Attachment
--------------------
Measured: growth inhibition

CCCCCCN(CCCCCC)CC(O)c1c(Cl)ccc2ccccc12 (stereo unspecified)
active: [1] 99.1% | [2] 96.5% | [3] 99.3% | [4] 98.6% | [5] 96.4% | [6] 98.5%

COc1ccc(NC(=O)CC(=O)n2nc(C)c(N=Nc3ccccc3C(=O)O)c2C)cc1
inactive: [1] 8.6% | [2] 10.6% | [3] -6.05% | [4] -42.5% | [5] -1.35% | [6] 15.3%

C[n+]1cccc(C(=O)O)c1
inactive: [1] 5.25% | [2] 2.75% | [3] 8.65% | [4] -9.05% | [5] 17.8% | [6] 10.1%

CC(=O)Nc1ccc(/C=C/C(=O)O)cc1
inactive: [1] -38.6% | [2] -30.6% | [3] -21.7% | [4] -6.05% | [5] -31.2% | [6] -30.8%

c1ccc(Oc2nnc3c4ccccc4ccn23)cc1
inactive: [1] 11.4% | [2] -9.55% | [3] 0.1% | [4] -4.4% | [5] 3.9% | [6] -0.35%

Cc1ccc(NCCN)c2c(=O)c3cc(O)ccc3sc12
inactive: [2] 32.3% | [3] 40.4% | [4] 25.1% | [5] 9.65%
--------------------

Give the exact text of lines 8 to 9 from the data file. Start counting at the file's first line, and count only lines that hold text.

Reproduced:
CC(=O)Nc1ccc(/C=C/C(=O)O)cc1
inactive: [1] -38.6% | [2] -30.6% | [3] -21.7% | [4] -6.05% | [5] -31.2% | [6] -30.8%